The Supreme Court at Work

The Supreme Court at Work

by Joan Biskupic, Elder Witt, Elder Witt
A highly readable explanation of how the Supreme Court has set its rules and managed its operations since it began. The Supreme Court at Work also looks at the Court of today and how it has responded to the challenge of keeping pace with an increasingly complex world and changing workload.

A glossary, chronology of major decisions, bibliography, subject and case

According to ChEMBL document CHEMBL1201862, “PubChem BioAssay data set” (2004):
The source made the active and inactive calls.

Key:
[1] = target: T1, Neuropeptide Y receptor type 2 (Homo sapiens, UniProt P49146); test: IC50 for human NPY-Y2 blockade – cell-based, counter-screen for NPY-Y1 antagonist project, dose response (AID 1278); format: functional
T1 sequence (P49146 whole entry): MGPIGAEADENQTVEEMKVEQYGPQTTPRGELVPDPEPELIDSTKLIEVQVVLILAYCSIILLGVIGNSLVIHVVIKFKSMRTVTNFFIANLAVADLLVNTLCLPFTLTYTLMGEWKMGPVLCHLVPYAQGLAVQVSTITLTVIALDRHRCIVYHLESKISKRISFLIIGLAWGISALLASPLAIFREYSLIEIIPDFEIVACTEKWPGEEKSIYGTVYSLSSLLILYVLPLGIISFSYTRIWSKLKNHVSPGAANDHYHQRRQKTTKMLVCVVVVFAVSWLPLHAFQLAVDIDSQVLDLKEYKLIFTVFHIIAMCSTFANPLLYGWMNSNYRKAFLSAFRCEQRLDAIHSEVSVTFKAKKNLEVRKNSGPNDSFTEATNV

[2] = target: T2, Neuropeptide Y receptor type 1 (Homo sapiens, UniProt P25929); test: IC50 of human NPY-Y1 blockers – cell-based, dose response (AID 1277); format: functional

A highly readable explanation of how the Supreme Court has set its rules and managed its operations since it began. The Supreme Court at Work also looks at the Court of today and how it has responded to the challenge of keeping pace with an increasingly complex world and changing workload.

A glossary, chronology of major decisions, bibliography, subject and case indexes, plus information on finding decisions and other Court information online make this an excellent starting point for almost any Supreme Court research.

Editorial Reviews

Timothy M. Hagle